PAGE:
The carrots were just so-so, but the onions were close to transcendent: cold and juicy, with a flavor that—between its many layers of cinnamon, clove, and chile—might best be described as Christmas in July, spicy and sweet. They look soft and bendy, but once between the teeth, they give way with a surprisingly noisy crunch, the calling card of a proper pickle. Straight from the fridge, dredged up with a fork, a few rosy ringlets make a handy remedy for a heat wave, I find, preferably with a tall, curvy glass of wheat beer and a wedge of lemon. Hell, if things continue apace, you might even find me digging for a spoonful of brine—although I’d probably have to fight Brandon for it first.
Pickled Red Onions
Adapted from The Zuni Café Cookbook
This is a very special pickle. There’s no denying that the recipe has a lot of steps, but each of them is easy-peasy, so don’t be tempted to cut corners. The process of repeatedly blanching and cooling ensures that the pickled onions are softened—relaxed, if you will—but still delectably crisp, as a good pickle should be. A few picky notes about ingredients and procedure:
– Use round or flat red onions that feel nice and firm. Do not use torpedo onions, whose layers are too thin to make for a properly crunchy pickle.
– Use a pot made of stainless steel or another non-reactive material, such as anodized aluminum.
– Use wooden spoons. Aluminum would, warns Judy Rodgers, turn the onions an “unappetizing bluish mauve.” Nobody wants to eat a pickle that’s the same color as your grandmother’s bath towels.
Once your pickled red onions are ready, try serving them with a drizzle of good olive oil, which tames their vinegar tang with a lovely, rich finish. We like to eat them as an hors d’oeuvre, with some fresh goat cheese or slices of sharp cheddar and some crackers. They’re also delicious with grilled meats—hamburgers, flank steak, chicken, whathaveyou—and would be killer, I’ll bet, with chicken liver paté.
4 cups distilled white vinegar
Scant 2 cups granulated sugar
1 cinnamon stick, broken into a few pieces
4 whole cloves
2 pinches ground allspice
1 small dried chile, broken in half if you prefer a spicier pickle
2 bay leaves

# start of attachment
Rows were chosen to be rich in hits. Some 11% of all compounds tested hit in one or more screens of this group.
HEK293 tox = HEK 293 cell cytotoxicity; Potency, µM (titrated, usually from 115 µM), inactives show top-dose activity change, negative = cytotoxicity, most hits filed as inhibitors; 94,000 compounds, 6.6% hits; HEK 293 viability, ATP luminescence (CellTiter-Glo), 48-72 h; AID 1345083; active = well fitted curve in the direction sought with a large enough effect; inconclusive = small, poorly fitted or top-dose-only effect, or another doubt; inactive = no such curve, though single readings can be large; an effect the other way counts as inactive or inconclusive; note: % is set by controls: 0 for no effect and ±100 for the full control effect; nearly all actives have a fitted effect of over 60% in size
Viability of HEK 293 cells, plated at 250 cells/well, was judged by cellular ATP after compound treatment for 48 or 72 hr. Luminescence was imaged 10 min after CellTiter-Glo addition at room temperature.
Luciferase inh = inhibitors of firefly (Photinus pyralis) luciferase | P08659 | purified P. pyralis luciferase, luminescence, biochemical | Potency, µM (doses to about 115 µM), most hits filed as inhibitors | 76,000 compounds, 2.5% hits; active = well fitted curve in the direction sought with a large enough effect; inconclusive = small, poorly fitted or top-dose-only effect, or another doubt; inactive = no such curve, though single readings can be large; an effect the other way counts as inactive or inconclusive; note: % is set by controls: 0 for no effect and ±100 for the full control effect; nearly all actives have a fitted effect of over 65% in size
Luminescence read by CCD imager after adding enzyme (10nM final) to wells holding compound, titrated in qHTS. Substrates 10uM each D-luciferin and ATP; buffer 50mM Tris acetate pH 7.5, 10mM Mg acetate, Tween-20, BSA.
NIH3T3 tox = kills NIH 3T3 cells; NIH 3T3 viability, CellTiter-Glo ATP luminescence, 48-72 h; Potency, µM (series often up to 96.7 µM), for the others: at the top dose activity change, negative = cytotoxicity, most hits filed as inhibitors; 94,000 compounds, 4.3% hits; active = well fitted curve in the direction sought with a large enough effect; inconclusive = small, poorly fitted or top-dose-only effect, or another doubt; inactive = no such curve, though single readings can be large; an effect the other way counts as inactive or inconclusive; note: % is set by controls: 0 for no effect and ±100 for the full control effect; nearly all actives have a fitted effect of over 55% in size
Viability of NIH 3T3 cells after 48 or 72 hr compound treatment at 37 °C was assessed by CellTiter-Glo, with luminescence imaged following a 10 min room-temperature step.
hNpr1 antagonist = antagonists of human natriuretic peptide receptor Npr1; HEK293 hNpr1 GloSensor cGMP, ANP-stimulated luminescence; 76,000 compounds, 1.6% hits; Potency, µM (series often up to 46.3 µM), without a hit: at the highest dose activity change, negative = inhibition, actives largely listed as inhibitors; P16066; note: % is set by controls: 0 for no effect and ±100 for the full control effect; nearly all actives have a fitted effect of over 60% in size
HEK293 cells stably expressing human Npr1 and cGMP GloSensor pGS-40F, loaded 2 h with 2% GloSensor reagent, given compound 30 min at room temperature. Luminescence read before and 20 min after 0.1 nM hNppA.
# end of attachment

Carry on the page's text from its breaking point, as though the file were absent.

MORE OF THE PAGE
About 20 black peppercorns
1 ½ lb. red onions
In a medium saucepan, combine the vinegar, sugar, cinnamon stick, cloves, allspice, chile, bay leaves, and peppercorns. Bring to a boil over high heat.
While the brine is heating, peel and trim the onions. Slice them into rings about 3/8 inch thick. Separate each slice into its individual rings, discarding any thin, leathery outer rings.
When the brine mixture boils, add about 1/3 of the onion rings and stir them under. They will turn hot pink almost immediately. As soon as the brine begins to simmer around the edges, about 20 seconds, stir them under again, and then remove the pot from the heat. Remove the onions with a slotted spoon, tongs, or a spider, and spread them on a platter or rimmed baking sheet to cool. They should still be firm. Repeat with the remaining onions, in two batches.
Once the onions have cooled—you can slip them into the fridge to speed them along—repeat the entire process, again in three batches, two more times, always adding the onions to boiling brine, retrieving them promptly when the brine begins to simmer again, and cooling them completely. [If you are cooling your onions in the fridge, this will not take as long as you think. It’s not so bad.] After the third round of blanching, thoroughly chill the brine. Transfer the onions and brine into jars: we used two quart-size Mason jars, which were each about two-thirds full. The most important thing is that the onions be in a container that allows them to remain submerged in the brine. Store in the refrigerator.
Age the pickles for at least a day before serving. They’re very good after 24 hours, but the flavors will have melded more harmoniously after 48. From there out, it’s delicious all the way.